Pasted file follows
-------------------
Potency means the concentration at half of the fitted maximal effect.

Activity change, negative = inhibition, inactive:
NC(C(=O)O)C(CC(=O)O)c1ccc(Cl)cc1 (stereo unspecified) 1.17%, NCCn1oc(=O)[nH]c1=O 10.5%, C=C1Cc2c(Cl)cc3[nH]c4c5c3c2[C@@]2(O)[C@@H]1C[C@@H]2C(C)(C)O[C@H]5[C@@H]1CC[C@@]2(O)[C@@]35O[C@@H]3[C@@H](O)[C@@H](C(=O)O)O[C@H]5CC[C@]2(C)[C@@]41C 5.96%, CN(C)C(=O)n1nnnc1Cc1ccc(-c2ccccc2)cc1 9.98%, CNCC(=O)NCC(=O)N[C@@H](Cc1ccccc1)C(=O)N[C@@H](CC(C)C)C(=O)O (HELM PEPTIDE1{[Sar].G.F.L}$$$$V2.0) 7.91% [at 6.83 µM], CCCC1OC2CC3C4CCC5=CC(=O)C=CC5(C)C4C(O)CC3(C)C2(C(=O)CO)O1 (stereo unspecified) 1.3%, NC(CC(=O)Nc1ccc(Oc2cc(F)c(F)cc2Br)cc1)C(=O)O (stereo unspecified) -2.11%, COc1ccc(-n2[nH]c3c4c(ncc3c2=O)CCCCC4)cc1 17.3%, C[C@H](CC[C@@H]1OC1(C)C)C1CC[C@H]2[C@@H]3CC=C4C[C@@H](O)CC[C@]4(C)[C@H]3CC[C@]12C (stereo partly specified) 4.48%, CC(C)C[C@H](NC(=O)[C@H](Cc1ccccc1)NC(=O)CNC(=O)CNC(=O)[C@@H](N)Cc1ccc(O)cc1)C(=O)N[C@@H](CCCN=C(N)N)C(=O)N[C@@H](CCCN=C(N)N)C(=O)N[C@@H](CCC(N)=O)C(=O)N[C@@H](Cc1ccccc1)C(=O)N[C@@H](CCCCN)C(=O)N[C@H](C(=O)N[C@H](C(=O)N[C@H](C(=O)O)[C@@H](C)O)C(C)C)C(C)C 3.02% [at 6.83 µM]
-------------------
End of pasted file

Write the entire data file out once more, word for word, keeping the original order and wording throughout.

Potency means the concentration at half of the fitted maximal effect.

Activity change, negative = inhibition, inactive:
NC(C(=O)O)C(CC(=O)O)c1ccc(Cl)cc1 (stereo unspecified) 1.17%, NCCn1oc(=O)[nH]c1=O 10.5%, C=C1Cc2c(Cl)cc3[nH]c4c5c3c2[C@@]2(O)[C@@H]1C[C@@H]2C(C)(C)O[C@H]5[C@@H]1CC[C@@]2(O)[C@@]35O[C@@H]3[C@@H](O)[C@@H](C(=O)O)O[C@H]5CC[C@]2(C)[C@@]41C 5.96%, CN(C)C(=O)n1nnnc1Cc1ccc(-c2ccccc2)cc1 9.98%, CNCC(=O)NCC(=O)N[C@@H](Cc1ccccc1)C(=O)N[C@@H](CC(C)C)C(=O)O (HELM PEPTIDE1{[Sar].G.F.L}$$$$V2.0) 7.91% [at 6.83 µM], CCCC1OC2CC3C4CCC5=CC(=O)C=CC5(C)C4C(O)CC3(C)C2(C(=O)CO)O1 (stereo unspecified) 1.3%, NC(CC(=O)Nc1ccc(Oc2cc(F)c(F)cc2Br)cc1)C(=O)O (stereo unspecified) -2.11%, COc1ccc(-n2[nH]c3c4c(ncc3c2=O)CCCCC4)cc1 17.3%, C[C@H](CC[C@@H]1OC1(C)C)C1CC[C@H]2[C@@H]3CC=C4C[C@@H](O)CC[C@]4(C)[C@H]3CC[C@]12C (stereo partly specified) 4.48%, CC(C)C[C@H](NC(=O)[C@H](Cc1ccccc1)NC(=O)CNC(=O)CNC(=O)[C@@H](N)Cc1ccc(O)cc1)C(=O)N[C@@H](CCCN=C(N)N)C(=O)N[C@@H](CCCN=C(N)N)C(=O)N[C@@H](CCC(N)=O)C(=O)N[C@@H](Cc1ccccc1)C(=O)N[C@@H](CCCCN)C(=O)N[C@H](C(=O)N[C@H](C(=O)N[C@H](C(=O)O)[C@@H](C)O)C(C)C)C(C)C 3.02% [at 6.83 µM]